The conversation is free flowing and continuous - only very gently guided by the Visitor, a retired University Professor of Philosophy. There is, therefore, no sharp division of the book into distinct chapters. The "chapterization" however very roughly follows thematic distinctions and the chronological order of the original. The book also includes a few paintings by Sujata Miri in the hope that they might add a different dimension to our understanding of Ao narratives. A note about the paintings is added at page ix.
Prof. Temsula Ao a noted personality of the North-East and a valuable friend actively participated in one of our sessions with the Ao elders. We are immeasurably grateful to her for her time and contribution. We owe special thanks to Dr Sashinungla Ao of the Department of Philosophy, Jadhavpur University, who gave us immense help in making our understanding of Ao heritage more systematic and focused. Dr C. J. Thomas, Deputy Director NERC, ICSSR, Shillong was always with us in planning, hospitality and recording of our meets. His cooperation was invaluable. So also the assistance provided by Abhishek Kumar, a doctoral research student of Delhi Universty, who put up with us through a long period of trial and error in shaping the manuscript. While the list of elders who form the backbone of the dialogue is attached in the Appendix, we would like to put on record our special gratitude to Mr Lipoktsungba Aier and Mr Samatoshi Walling for their guidance in locating and introducing us to the elders.
The Text consists of conversations on various aspects of Ao history and culture among members of the Ao community. The participants consist of persons who are regarded as "elders" of the community, a college teacher, a student, a retired primary school teacher, persons who have received modern education and are respected members of the community, and "the Visitor" who is the lone "outsider". Most of the elders spoke no language other than Ao, although they might have had some familiarity with languages of neighbouring communities. The conversation therefore took place in Ao. The Visitor had the benefit of translations both ways by the English-speaking participants. The conversation is free- flowing and only very gently guided and lightly coordinated by the "Visitor". The language is emphatically ordinary, totally devoid of any academic or disciplinary orientation. Another significant aspect of the conversation is that it is among complete equals: while there is well-deserved deference to the views of the elders, differences are accepted as natural and countered with seriousness without any obvious claims to finality. It is therefore very different from conversations within the normal framework of anthropological investigation. It is something of the community's non-reductive look at the mirror image of its own life.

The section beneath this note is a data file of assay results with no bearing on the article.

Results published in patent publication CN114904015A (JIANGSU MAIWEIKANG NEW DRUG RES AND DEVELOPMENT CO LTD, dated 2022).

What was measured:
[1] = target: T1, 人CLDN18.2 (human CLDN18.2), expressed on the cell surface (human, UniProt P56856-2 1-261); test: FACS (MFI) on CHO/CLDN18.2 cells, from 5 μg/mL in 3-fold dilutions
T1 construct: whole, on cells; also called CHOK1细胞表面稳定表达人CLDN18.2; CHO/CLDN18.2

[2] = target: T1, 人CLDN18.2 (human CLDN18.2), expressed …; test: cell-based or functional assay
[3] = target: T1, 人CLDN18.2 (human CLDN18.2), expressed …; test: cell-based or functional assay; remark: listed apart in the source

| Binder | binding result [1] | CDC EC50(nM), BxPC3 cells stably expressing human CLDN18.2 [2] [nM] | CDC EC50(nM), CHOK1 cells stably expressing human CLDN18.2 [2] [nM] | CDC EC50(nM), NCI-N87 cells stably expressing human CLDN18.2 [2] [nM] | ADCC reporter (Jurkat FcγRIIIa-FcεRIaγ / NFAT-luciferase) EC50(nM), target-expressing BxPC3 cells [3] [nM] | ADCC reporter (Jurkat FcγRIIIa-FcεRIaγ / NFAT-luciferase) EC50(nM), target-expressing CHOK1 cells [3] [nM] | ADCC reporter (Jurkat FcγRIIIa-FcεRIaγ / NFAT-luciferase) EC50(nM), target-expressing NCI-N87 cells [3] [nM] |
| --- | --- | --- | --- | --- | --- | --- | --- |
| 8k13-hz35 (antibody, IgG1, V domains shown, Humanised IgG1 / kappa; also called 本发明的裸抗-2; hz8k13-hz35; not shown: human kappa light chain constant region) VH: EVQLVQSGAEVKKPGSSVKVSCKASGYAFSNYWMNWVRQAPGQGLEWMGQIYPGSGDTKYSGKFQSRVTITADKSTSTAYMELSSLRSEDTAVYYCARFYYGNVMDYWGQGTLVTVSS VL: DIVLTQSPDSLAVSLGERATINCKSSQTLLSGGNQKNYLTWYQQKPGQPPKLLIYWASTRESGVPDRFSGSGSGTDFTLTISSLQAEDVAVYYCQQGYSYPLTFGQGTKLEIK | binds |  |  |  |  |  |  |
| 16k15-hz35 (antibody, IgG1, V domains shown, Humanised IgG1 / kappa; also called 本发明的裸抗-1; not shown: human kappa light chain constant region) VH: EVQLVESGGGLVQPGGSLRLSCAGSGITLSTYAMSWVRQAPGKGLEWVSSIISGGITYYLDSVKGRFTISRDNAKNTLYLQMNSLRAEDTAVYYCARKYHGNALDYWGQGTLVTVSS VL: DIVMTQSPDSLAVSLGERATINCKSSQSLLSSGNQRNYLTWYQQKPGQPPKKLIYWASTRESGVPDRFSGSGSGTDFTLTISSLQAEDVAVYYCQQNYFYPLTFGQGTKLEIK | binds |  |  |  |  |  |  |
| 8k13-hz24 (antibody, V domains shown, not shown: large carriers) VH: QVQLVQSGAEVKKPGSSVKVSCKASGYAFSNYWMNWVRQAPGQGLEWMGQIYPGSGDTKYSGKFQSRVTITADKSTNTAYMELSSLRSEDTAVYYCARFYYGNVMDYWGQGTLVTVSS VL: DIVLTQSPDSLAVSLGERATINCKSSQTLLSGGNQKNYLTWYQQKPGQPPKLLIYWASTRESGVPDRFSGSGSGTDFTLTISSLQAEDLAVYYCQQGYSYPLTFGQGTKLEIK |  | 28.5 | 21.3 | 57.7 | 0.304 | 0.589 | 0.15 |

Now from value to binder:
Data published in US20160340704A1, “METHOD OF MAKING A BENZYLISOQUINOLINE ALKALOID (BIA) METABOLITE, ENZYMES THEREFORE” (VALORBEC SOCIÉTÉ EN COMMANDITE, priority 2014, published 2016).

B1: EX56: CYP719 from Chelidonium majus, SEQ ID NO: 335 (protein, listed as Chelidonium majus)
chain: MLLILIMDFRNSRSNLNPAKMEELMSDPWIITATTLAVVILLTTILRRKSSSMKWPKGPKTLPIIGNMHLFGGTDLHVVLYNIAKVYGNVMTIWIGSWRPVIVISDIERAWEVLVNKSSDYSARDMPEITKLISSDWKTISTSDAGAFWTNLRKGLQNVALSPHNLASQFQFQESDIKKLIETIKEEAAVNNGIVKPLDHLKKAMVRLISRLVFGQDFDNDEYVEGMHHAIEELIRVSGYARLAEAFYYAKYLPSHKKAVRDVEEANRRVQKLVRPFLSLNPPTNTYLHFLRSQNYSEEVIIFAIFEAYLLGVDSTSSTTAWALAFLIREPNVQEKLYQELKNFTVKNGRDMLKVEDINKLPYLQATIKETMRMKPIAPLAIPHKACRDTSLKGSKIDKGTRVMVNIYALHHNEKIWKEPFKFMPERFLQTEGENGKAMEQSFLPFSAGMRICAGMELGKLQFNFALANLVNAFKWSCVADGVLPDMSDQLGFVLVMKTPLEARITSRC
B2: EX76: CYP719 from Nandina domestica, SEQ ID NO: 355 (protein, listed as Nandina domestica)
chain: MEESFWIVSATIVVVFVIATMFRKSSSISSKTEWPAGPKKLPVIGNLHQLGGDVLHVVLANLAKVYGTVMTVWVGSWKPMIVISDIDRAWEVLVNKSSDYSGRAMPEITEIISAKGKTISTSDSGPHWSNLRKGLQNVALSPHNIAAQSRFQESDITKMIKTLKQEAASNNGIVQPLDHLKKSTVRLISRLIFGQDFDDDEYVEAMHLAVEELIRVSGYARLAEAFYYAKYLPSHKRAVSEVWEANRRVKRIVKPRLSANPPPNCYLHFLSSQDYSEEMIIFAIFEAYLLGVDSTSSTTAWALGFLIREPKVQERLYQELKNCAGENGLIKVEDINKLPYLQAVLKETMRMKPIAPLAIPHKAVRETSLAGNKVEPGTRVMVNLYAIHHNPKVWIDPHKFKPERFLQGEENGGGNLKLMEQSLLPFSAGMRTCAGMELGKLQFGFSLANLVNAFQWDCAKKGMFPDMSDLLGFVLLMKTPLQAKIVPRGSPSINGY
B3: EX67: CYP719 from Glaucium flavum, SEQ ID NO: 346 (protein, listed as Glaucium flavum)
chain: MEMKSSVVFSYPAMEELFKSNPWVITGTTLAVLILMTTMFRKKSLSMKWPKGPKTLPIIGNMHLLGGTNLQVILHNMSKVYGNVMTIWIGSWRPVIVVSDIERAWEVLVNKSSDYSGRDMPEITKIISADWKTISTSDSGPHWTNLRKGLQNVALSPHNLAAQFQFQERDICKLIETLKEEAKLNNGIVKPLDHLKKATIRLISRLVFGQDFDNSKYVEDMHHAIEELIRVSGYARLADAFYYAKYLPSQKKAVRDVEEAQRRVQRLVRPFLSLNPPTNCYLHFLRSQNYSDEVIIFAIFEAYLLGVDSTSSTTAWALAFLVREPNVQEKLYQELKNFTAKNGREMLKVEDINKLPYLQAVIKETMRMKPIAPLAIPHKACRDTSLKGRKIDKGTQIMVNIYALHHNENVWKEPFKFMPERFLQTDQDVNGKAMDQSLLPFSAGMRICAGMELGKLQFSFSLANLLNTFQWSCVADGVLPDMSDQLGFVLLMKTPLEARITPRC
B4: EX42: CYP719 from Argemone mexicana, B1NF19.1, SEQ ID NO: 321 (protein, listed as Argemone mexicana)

Freedom from disciplinary control also means freedom from philosophical intrusions - with its very broad meaning. But there are many things said during the conversation which can serve as telling reminders to philosophers in precisely the sense in which Wittgenstein talked about the philosophical importance of assembling reminders.
In this Introduction I shall touch upon aspects of the conversation which the philosopher might find interesting.
Origin and History
The talking session begins with stories of origin. It is interesting that Aos consider what might be called "historical" speculation about their place of origin and migration from there to what came to be Ao country as irrelevant to the understanding of their culture, and even disrespectful to Ao heritage. Tako Jamir's story is generally accepted:
A man from Changki village named Ajangtoi expressed the view that Aos did not emerge from the six rocks in Chungliyimti but belonged to the Mongolian race and must have migrated from somewhere. On hearing this, a heavy penalty was imposed on him by the community.